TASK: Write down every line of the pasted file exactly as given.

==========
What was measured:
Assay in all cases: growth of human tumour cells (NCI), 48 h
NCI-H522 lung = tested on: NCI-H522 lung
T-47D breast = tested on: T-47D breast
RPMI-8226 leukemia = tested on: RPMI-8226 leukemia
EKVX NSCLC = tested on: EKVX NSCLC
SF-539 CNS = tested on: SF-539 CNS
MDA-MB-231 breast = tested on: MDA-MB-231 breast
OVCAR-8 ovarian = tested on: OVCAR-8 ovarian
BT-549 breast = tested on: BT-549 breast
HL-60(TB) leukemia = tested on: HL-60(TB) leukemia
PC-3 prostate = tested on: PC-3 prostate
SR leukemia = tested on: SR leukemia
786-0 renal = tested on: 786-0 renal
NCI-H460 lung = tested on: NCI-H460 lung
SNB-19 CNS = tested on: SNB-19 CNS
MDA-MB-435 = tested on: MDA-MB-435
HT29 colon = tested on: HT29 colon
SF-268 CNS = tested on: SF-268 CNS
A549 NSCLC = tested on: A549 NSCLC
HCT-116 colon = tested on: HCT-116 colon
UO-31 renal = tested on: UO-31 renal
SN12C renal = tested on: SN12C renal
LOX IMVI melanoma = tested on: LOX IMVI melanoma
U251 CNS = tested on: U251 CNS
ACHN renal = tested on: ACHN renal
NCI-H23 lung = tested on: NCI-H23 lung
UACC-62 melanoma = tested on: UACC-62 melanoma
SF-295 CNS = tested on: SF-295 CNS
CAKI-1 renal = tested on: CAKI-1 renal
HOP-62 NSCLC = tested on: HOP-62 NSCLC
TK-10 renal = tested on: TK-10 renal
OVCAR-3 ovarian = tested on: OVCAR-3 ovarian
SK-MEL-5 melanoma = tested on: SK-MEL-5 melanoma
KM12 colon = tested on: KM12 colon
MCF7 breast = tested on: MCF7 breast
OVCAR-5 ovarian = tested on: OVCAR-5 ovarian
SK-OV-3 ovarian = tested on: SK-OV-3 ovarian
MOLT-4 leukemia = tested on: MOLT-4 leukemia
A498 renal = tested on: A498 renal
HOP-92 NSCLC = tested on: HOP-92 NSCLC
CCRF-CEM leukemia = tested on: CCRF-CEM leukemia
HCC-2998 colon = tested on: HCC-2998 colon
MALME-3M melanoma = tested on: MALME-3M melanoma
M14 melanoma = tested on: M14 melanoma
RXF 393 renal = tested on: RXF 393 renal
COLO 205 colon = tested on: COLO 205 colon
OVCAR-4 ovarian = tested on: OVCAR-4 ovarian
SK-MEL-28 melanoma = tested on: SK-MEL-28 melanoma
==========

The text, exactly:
What was measured:
Assay in all cases: growth of human tumour cells (NCI), 48 h
NCI-H522 lung = tested on: NCI-H522 lung
T-47D breast = tested on: T-47D breast
RPMI-8226 leukemia = tested on: RPMI-8226 leukemia
EKVX NSCLC = tested on: EKVX NSCLC
SF-539 CNS = tested on: SF-539 CNS
MDA-MB-231 breast = tested on: MDA-MB-231 breast
OVCAR-8 ovarian = tested on: OVCAR-8 ovarian
BT-549 breast = tested on: BT-549 breast
HL-60(TB) leukemia = tested on: HL-60(TB) leukemia
PC-3 prostate = tested on: PC-3 prostate
SR leukemia = tested on: SR leukemia
786-0 renal = tested on: 786-0 renal
NCI-H460 lung = tested on: NCI-H460 lung
SNB-19 CNS = tested on: SNB-19 CNS
MDA-MB-435 = tested on: MDA-MB-435
HT29 colon = tested on: HT29 colon
SF-268 CNS = tested on: SF-268 CNS
A549 NSCLC = tested on: A549 NSCLC
HCT-116 colon = tested on: HCT-116 colon
UO-31 renal = tested on: UO-31 renal
SN12C renal = tested on: SN12C renal
LOX IMVI melanoma = tested on: LOX IMVI melanoma
U251 CNS = tested on: U251 CNS
ACHN renal = tested on: ACHN renal
NCI-H23 lung = tested on: NCI-H23 lung
UACC-62 melanoma = tested on: UACC-62 melanoma
SF-295 CNS = tested on: SF-295 CNS
CAKI-1 renal = tested on: CAKI-1 renal
HOP-62 NSCLC = tested on: HOP-62 NSCLC
TK-10 renal = tested on: TK-10 renal
OVCAR-3 ovarian = tested on: OVCAR-3 ovarian
SK-MEL-5 melanoma = tested on: SK-MEL-5 melanoma
KM12 colon = tested on: KM12 colon
MCF7 breast = tested on: MCF7 breast
OVCAR-5 ovarian = tested on: OVCAR-5 ovarian
SK-OV-3 ovarian = tested on: SK-OV-3 ovarian
MOLT-4 leukemia = tested on: MOLT-4 leukemia
A498 renal = tested on: A498 renal
HOP-92 NSCLC = tested on: HOP-92 NSCLC
CCRF-CEM leukemia = tested on: CCRF-CEM leukemia
HCC-2998 colon = tested on: HCC-2998 colon
MALME-3M melanoma = tested on: MALME-3M melanoma
M14 melanoma = tested on: M14 melanoma
RXF 393 renal = tested on: RXF 393 renal
COLO 205 colon = tested on: COLO 205 colon
OVCAR-4 ovarian = tested on: OVCAR-4 ovarian
SK-MEL-28 melanoma = tested on: SK-MEL-28 melanoma